Recently, there has been a surge in awareness of the gastrointestinal microbiome (GM) and its role in health and disease. Of particular note is an association between the GM and Parkinson’s disease (PD) and the realisation that the GM can act via a complex bidirectional communication between the gut and the brain. Compelling evidence suggests that a shift in GM composition may play an important role in the pathogenesis of PD by facilitating the characteristic ascending neurodegenerative spread of α-synuclein aggregates from the enteric nervous system to the brain. Here, we review evidence linking GM changes with PD, highlighting mechanisms supportive of pathological α-synuclein spread and intestinal inflammation in PD. We summarise existing patterns and correlations seen in clinical studies of the GM in PD, together with the impacts of non-motor symptoms, medications, lifestyle, diet and ageing on the GM. Roles of GM modulating therapies including probiotics and faecal microbiota transplantation are discussed. Encouragingly, alterations in the GM have repeatedly been observed in PD, supporting a biological link and highlighting it as a potential therapeutic target.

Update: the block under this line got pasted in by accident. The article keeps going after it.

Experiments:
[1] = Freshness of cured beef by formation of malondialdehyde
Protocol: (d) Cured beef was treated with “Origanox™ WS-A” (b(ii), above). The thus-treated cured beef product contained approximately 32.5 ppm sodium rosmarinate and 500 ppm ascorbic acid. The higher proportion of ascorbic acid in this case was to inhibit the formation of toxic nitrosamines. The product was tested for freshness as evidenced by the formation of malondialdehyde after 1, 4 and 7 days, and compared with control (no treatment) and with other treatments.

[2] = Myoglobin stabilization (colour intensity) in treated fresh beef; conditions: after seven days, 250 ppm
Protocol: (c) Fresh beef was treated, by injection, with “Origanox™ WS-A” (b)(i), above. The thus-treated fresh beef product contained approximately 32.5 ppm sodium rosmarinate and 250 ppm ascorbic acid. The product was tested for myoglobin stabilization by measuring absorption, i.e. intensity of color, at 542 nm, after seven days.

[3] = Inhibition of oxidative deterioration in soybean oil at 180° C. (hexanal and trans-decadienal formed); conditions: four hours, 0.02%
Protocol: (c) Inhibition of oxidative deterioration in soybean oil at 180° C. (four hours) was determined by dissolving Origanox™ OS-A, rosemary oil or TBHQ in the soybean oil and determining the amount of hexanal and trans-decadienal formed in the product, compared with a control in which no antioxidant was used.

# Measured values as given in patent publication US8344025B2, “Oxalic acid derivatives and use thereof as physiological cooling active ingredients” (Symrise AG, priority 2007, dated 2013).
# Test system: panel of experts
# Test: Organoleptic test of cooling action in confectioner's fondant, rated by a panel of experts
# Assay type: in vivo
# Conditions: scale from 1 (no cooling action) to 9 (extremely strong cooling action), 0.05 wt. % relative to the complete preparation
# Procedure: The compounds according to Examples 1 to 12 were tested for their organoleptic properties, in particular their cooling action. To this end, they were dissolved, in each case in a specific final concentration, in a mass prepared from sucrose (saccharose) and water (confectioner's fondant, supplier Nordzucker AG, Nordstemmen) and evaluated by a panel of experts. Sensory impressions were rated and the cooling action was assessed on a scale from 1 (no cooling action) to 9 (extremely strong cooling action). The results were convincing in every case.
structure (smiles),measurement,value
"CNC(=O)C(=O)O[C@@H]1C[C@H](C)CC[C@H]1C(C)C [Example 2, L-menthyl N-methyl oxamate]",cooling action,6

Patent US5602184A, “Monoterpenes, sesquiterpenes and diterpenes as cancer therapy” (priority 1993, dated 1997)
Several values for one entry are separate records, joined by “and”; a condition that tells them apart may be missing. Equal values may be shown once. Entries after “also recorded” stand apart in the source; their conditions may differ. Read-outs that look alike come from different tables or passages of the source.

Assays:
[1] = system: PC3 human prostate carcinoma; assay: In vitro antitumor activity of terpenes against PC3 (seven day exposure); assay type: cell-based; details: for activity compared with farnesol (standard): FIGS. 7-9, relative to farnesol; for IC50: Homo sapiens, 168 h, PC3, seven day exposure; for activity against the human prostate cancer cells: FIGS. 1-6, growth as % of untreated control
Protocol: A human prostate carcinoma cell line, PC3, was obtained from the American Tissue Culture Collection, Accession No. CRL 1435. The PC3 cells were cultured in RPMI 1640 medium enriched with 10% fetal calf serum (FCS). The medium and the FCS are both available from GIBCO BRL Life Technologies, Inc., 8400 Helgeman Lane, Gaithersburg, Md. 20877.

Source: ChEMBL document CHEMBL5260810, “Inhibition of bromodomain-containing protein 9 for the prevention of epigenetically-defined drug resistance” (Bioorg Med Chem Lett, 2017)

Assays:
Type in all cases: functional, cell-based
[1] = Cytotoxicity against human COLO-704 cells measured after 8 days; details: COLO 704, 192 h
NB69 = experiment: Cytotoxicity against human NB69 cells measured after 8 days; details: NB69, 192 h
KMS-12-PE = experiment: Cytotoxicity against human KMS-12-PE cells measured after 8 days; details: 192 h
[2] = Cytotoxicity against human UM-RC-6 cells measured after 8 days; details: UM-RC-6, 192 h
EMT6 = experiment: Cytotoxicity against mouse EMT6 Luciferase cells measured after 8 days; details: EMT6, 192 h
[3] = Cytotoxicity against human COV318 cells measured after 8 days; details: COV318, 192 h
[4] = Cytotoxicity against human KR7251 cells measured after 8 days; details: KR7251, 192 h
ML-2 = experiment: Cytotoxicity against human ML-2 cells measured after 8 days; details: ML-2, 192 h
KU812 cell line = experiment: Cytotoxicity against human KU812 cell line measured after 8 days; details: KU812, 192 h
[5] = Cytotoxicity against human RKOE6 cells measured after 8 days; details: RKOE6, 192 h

Parkinson’s disease, gastrointestinal microbiota, gastrointestinal microbiome, gut dysbiosis, biomarker, medications

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